LY-CoV1404 (also known as bebtelovimab) is a highly potent, neutralizing, SARS-CoV-2 spike glycoprotein receptor binding domain (RBD)-specific antibody identified from a convalescent COVID-19 patient sample, obtained approximately 60 days after symptom onset. In pseudovirus studies, LY-CoV1404 retains potent neutralizing activity against numerous variants including B.1.617.2, B.1.1.7, B.1.351, B.1.427/B.1.429, P.1, and B.1.526, binding to these variants in the presence of their underlying RBD mutations (which include K417N, L452R, E484K, and N501Y). LY-CoV1404 also neutralizes multiple isolates of the authentic SARS-CoV-2 virus in two different assays. The RBD positions comprising the LY-CoV1404 epitope are highly conserved, with the exception of N439 and N501;notably the binding and neutralizing activity of LY-CoV1404 is unaffected by the most common mutations at these positions (N439K and N501Y). New variant-resistant treatments such as LY-CoV1404 are desperately needed, given that some of the existing therapeutic antibodies are less effective or ineffective against certain variants and the impact of variants on vaccine efficacy is still poorly understood. The breadth of variant binding, potent neutralizing activity and the relatively conserved epitope suggest that LY-CoV1404 is one in a panel of well-characterized, clinically developable antibodies that could be deployed as potentially long-term solutions to address current and emerging variants. In Brief LY-CoV1404 is a potent SARS-CoV-2-binding antibody that neutralizes all known variants of concern and whose epitope is rarely mutated. Highlights LY-CoV1404 potently neutralizes SARS-CoV-2 authentic virus and all known variants of concern including the B.1.617.2 (Delta) variant No loss of potency against currently circulating variants Binding epitope on RBD of SARS-CoV-2 is rarely mutated in GISAID database Breadth of neutralizing activity and potency supports clinical development

19.
EuropePMC; 2020.
Preprint in English | EuropePMC | ID: ppcovidwho-293958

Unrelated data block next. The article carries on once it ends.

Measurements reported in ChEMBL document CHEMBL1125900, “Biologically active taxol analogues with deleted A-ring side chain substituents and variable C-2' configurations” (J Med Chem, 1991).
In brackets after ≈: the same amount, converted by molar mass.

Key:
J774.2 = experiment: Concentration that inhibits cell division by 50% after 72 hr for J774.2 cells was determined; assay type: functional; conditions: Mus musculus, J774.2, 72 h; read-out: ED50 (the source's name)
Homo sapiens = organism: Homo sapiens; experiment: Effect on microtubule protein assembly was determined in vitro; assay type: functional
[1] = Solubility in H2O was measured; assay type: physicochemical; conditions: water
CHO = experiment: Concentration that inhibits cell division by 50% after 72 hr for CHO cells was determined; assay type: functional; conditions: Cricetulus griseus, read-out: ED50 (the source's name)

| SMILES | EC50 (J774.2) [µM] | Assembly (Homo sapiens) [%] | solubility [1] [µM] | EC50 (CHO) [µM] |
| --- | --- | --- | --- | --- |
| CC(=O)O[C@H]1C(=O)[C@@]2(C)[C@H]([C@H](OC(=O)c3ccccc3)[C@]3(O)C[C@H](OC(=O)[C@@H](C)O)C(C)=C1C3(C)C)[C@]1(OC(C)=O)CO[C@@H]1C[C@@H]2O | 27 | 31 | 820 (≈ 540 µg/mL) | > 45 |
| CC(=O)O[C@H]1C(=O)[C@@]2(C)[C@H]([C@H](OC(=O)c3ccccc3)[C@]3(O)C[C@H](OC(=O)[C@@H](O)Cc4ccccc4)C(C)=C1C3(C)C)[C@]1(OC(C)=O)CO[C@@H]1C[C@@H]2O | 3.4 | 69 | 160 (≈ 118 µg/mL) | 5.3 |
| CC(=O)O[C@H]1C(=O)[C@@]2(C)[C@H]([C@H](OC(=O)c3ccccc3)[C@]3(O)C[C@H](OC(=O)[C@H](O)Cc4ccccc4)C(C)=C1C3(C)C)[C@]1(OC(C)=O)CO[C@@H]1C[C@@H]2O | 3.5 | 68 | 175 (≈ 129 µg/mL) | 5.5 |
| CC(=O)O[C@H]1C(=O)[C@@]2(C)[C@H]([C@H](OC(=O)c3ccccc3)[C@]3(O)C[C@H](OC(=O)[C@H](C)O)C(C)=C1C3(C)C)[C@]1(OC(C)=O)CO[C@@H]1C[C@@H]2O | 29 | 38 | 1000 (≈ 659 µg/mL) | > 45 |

ABSTRACT

This paper models the local and cross-city transmissions of the novel coronavirus in China between January 19 and February 29 in 2020. We examine the role of various socioeconomic mediating factors, including public health measures that encourage social distancing in local communities. Weather characteristics two weeks ago are used as instrumental variables for causal inference. Stringent quarantine, city lockdown, and local public health measures imposed since late January significantly decreased the virus transmission rate.The virus spread was contained by the middle of February. Population outflow from the outbreak source region posed a higher risk to the destination regions than other factors including geographic proximity and similarity in economic conditions. We quantify the effects of different public health measures in reducing the number of infections through counterfactual analyses. Over 1.4 million infections and 56,000 deaths could have been avoided as a result of the national and provincial public health measures imposed in late January in China.

20.
PubMed; 2020.
Preprint in English | PubMed | ID: ppcovidwho-292815

ABSTRACT

Biotin-labeled molecular probes, comprising specific regions of the SARS-CoV-2 spike, would be helpful in the isolation and characterization of antibodies targeting this recently emerged pathogen. To develop such probes, we designed constructs incorporating an N-terminal purification tag, a site-specific protease-cleavage site, the probe region of interest, and a C-terminal sequence targeted by biotin ligase. Probe regions included full-length spike ectodomain as well as various subregions, and we also designed mutants to eliminate recognition of the ACE2 receptor. Yields of biotin-labeled probes from transient transfection ranged from ~0.5 mg/L for the complete ectodomain to >5 mg/L for several subregions. Probes were characterized for antigenicity and ACE2 recognition, and the structure of the spike ectodomain probe was determined by cryo-electron microscopy. We also characterized antibody-binding specificities and cell-sorting capabilities of the biotinylated probes. Altogether, structure-based design coupled to efficient purification and biotinylation processes can thus enable streamlined development of SARS-CoV-2 spike-ectodomain probes. Funding: Support for this work was provided by the Intramural Research Program of the Vaccine Research Center, National Institute of Allergy and Infectious Diseases (NIAID). Support for this work was also provided by COVID-19 Fast Grants, the Jack Ma Foundation, the Self Graduate Fellowship Program, and NIH grants DP5OD023118, R21AI143407, and R21AI144408. Some of this work was performed at the Columbia University Cryo-EM Center at the Zuckerman Institute, and some at the Simons Electron Microscopy Center (SEMC) and National Center for Cryo-EM Access and Training (NCCAT) located at the New York Structural Biology Center, supported by grants from the Simons Foundation (SF349247), NYSTAR, and the NIH National Institute of General Medical Sciences (GM103310). Conflict of Interest: The authors declare that they have no conflict of interest. Ethical Approval: Peripheral blood mononuclear cells (PBMCs) for B cell sorting were obtained from a convalescent SARS-CoV-2 patient (collected 75 days post symptom onset under an IRB approved clinical trial protocol, VRC 200 - ClinicalTrials.gov Identifier: NCT00067054) and a healthy control donor from the NIH blood bank pre-SARS-CoV-2 pandemic.